I remember listening to an insightful talk at Construction Week some five years ago about the deepening issue of bringing young talent into our industry.  There were a lot of interesting, highly valid ideas posed by the panel, which included CEO's and HR Directors from leading tier one contractors and consultancies.

Sadly it would seem that little have improved in the intervening time.  In fact things have worsened. Clearly Brexit hasn't helped.

I'm currently in the throes of completing a Project Director role within the industry and it is abundantly clear to me that good people are being very well looked after and protected by employers.  It doesn't help when the majority of the industry is experiencing a period of heightened demand.  

Having subscribed to Pick Everard's newsfeed I read the below article by one of their Principle Project Managers with keen interest.  Although their approach is not unique, it surprises me how few companies in the space have regional relationships throughout schools and universities network.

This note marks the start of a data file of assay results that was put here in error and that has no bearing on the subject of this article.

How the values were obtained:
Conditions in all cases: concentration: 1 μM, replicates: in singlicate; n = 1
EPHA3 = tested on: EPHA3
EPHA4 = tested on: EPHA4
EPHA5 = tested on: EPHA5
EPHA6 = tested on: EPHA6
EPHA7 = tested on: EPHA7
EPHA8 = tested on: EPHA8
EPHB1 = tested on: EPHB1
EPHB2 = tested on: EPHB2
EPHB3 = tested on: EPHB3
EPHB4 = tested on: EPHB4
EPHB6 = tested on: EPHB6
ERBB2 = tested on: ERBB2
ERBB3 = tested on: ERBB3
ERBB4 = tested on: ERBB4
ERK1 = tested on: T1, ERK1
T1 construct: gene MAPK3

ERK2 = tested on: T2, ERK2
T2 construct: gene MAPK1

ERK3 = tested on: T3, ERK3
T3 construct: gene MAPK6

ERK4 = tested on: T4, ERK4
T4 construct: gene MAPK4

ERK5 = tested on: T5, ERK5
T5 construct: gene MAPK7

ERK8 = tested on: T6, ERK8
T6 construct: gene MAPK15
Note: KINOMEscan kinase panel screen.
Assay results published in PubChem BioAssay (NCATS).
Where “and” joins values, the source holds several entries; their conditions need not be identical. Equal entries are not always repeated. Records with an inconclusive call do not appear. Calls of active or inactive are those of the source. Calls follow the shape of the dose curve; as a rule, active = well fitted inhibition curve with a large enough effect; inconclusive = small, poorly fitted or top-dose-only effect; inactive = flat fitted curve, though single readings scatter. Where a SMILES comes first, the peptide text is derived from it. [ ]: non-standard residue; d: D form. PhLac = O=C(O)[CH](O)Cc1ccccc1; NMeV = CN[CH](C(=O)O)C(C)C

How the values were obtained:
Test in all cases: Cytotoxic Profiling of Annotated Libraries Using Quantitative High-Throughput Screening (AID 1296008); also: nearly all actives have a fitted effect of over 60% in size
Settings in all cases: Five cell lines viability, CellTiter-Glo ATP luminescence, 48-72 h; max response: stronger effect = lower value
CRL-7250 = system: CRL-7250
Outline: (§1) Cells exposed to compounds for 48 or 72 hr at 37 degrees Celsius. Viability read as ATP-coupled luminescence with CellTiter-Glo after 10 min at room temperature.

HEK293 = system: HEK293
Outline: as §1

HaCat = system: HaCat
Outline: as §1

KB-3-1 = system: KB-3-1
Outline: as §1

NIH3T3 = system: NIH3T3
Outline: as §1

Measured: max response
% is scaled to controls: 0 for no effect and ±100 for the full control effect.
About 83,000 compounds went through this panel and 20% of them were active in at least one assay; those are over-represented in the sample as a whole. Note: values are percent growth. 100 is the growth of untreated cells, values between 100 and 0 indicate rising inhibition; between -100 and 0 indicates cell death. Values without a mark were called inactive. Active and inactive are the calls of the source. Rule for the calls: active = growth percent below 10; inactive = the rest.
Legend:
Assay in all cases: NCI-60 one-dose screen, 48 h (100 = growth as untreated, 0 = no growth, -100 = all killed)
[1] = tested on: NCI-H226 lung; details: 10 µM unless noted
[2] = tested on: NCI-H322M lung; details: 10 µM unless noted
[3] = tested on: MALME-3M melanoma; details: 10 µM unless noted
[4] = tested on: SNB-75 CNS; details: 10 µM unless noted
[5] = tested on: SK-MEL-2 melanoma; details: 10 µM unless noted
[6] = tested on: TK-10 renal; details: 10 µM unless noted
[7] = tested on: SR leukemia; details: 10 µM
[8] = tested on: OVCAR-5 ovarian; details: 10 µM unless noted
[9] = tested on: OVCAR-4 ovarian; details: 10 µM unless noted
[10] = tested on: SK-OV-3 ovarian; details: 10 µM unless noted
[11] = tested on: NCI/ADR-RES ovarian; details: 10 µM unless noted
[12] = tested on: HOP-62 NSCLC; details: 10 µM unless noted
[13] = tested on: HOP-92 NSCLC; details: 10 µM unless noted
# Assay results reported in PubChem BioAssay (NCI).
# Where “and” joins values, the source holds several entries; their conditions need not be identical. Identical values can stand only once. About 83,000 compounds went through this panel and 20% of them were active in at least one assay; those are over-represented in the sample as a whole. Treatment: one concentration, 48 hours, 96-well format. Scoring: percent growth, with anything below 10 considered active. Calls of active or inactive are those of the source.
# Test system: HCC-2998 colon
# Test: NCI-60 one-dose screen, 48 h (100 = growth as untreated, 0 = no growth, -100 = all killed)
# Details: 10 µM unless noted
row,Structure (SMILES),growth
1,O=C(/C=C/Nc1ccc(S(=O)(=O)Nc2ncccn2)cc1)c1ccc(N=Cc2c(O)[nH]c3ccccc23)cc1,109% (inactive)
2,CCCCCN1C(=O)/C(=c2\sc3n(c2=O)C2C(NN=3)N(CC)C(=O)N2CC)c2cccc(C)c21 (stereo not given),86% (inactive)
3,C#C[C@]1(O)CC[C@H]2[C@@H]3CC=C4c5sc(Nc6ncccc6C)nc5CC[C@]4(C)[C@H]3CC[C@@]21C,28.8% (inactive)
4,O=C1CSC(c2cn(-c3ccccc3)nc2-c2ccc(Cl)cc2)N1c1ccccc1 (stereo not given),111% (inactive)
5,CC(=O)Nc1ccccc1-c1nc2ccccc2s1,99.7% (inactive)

Although a generalisation, young people don't view construction as an appealing option.  Worryingly, once you compound this with the fact that, often, parents steer those entering the world of work away from the industry for whatever reason - how the recession hits it, long hours and an unsophisticated industry all rank highly I suspect - we're in a real pickle.

Granted, Pick Everard's approach isn't going to solve any immediate problems with skills shortages, but at least it helps with a steady flow of future talent coming into your organisation.  

And so the question is, which schools, colleges and universities can your HR department tap up locally and how can you engage with those students who're excelling within the STEM subjects?